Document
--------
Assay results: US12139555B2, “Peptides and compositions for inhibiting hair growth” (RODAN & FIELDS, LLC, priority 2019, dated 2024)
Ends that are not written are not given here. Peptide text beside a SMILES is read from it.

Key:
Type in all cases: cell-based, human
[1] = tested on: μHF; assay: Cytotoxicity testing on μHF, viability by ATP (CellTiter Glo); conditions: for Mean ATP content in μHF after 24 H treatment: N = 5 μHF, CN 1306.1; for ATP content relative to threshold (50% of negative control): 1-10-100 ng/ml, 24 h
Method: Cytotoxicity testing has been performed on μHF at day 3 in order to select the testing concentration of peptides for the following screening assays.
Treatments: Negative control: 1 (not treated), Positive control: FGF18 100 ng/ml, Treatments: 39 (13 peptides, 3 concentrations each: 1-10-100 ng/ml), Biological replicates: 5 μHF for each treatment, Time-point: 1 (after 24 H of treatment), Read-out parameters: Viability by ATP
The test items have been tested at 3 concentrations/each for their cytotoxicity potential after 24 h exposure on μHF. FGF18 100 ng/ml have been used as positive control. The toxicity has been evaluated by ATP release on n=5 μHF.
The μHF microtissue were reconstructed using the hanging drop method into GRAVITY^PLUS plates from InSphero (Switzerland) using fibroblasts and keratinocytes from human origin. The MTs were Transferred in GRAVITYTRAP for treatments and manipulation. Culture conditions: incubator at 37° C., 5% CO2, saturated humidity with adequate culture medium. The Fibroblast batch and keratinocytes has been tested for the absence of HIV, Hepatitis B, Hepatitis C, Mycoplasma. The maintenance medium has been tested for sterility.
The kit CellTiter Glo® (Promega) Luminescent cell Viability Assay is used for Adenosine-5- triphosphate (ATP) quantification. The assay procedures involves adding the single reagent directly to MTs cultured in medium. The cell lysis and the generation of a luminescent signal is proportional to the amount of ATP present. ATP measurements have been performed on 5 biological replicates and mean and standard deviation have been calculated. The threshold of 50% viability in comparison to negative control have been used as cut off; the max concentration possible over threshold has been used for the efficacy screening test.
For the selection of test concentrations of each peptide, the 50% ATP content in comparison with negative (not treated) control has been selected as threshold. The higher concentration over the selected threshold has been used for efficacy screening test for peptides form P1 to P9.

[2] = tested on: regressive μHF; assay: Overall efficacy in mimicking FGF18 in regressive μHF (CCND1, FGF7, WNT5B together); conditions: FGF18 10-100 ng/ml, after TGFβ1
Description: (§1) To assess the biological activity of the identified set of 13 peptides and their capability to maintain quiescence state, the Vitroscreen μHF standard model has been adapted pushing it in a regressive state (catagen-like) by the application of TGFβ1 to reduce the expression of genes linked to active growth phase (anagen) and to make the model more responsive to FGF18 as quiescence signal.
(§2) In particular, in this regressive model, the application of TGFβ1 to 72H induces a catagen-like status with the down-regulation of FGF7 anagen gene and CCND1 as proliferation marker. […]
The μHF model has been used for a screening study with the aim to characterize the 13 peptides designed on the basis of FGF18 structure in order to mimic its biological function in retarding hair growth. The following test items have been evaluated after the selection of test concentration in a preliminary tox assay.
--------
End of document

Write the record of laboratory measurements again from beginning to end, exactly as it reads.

Assay results: US12139555B2, “Peptides and compositions for inhibiting hair growth” (RODAN & FIELDS, LLC, priority 2019, dated 2024)
Ends that are not written are not given here. Peptide text beside a SMILES is read from it.

Key:
Type in all cases: cell-based, human
[1] = tested on: μHF; assay: Cytotoxicity testing on μHF, viability by ATP (CellTiter Glo); conditions: for Mean ATP content in μHF after 24 H treatment: N = 5 μHF, CN 1306.1; for ATP content relative to threshold (50% of negative control): 1-10-100 ng/ml, 24 h
Method: Cytotoxicity testing has been performed on μHF at day 3 in order to select the testing concentration of peptides for the following screening assays.
Treatments: Negative control: 1 (not treated), Positive control: FGF18 100 ng/ml, Treatments: 39 (13 peptides, 3 concentrations each: 1-10-100 ng/ml), Biological replicates: 5 μHF for each treatment, Time-point: 1 (after 24 H of treatment), Read-out parameters: Viability by ATP
The test items have been tested at 3 concentrations/each for their cytotoxicity potential after 24 h exposure on μHF. FGF18 100 ng/ml have been used as positive control. The toxicity has been evaluated by ATP release on n=5 μHF.
The μHF microtissue were reconstructed using the hanging drop method into GRAVITY^PLUS plates from InSphero (Switzerland) using fibroblasts and keratinocytes from human origin. The MTs were Transferred in GRAVITYTRAP for treatments and manipulation. Culture conditions: incubator at 37° C., 5% CO2, saturated humidity with adequate culture medium. The Fibroblast batch and keratinocytes has been tested for the absence of HIV, Hepatitis B, Hepatitis C, Mycoplasma. The maintenance medium has been tested for sterility.
The kit CellTiter Glo® (Promega) Luminescent cell Viability Assay is used for Adenosine-5- triphosphate (ATP) quantification. The assay procedures involves adding the single reagent directly to MTs cultured in medium. The cell lysis and the generation of a luminescent signal is proportional to the amount of ATP present. ATP measurements have been performed on 5 biological replicates and mean and standard deviation have been calculated. The threshold of 50% viability in comparison to negative control have been used as cut off; the max concentration possible over threshold has been used for the efficacy screening test.
For the selection of test concentrations of each peptide, the 50% ATP content in comparison with negative (not treated) control has been selected as threshold. The higher concentration over the selected threshold has been used for efficacy screening test for peptides form P1 to P9.

[2] = tested on: regressive μHF; assay: Overall efficacy in mimicking FGF18 in regressive μHF (CCND1, FGF7, WNT5B together); conditions: FGF18 10-100 ng/ml, after TGFβ1
Description: (§1) To assess the biological activity of the identified set of 13 peptides and their capability to maintain quiescence state, the Vitroscreen μHF standard model has been adapted pushing it in a regressive state (catagen-like) by the application of TGFβ1 to reduce the expression of genes linked to active growth phase (anagen) and to make the model more responsive to FGF18 as quiescence signal.
(§2) In particular, in this regressive model, the application of TGFβ1 to 72H induces a catagen-like status with the down-regulation of FGF7 anagen gene and CCND1 as proliferation marker. […]
The μHF model has been used for a screening study with the aim to characterize the 13 peptides designed on the basis of FGF18 structure in order to mimic its biological function in retarding hair growth. The following test items have been evaluated after the selection of test concentration in a preliminary tox assay.